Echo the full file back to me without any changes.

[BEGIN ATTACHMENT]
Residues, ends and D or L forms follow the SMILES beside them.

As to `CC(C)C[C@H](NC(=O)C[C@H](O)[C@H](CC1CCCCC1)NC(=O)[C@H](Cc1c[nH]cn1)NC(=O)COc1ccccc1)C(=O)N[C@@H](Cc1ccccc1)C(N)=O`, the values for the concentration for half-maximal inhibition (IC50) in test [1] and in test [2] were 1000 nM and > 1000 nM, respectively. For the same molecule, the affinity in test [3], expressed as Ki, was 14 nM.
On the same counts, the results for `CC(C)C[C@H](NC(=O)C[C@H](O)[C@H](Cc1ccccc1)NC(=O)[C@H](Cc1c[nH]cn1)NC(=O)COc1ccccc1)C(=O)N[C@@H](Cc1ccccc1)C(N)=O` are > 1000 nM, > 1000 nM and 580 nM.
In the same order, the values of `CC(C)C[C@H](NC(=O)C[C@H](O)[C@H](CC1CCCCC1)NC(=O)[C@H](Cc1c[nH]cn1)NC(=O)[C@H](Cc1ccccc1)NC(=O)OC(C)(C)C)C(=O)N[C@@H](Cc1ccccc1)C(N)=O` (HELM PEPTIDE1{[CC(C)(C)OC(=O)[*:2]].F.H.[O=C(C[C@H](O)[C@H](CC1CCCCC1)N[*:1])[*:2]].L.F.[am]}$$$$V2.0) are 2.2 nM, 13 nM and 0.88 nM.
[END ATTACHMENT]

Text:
Residues, ends and D or L forms follow the SMILES beside them.

As to `CC(C)C[C@H](NC(=O)C[C@H](O)[C@H](CC1CCCCC1)NC(=O)[C@H](Cc1c[nH]cn1)NC(=O)COc1ccccc1)C(=O)N[C@@H](Cc1ccccc1)C(N)=O`, the values for the concentration for half-maximal inhibition (IC50) in test [1] and in test [2] were 1000 nM and > 1000 nM, respectively. For the same molecule, the affinity in test [3], expressed as Ki, was 14 nM.
On the same counts, the results for `CC(C)C[C@H](NC(=O)C[C@H](O)[C@H](Cc1ccccc1)NC(=O)[C@H](Cc1c[nH]cn1)NC(=O)COc1ccccc1)C(=O)N[C@@H](Cc1ccccc1)C(N)=O` are > 1000 nM, > 1000 nM and 580 nM.
In the same order, the values of `CC(C)C[C@H](NC(=O)C[C@H](O)[C@H](CC1CCCCC1)NC(=O)[C@H](Cc1c[nH]cn1)NC(=O)[C@H](Cc1ccccc1)NC(=O)OC(C)(C)C)C(=O)N[C@@H](Cc1ccccc1)C(N)=O` (HELM PEPTIDE1{[CC(C)(C)OC(=O)[*:2]].F.H.[O=C(C[C@H](O)[C@H](CC1CCCCC1)N[*:1])[*:2]].L.F.[am]}$$$$V2.0) are 2.2 nM, 13 nM and 0.88 nM.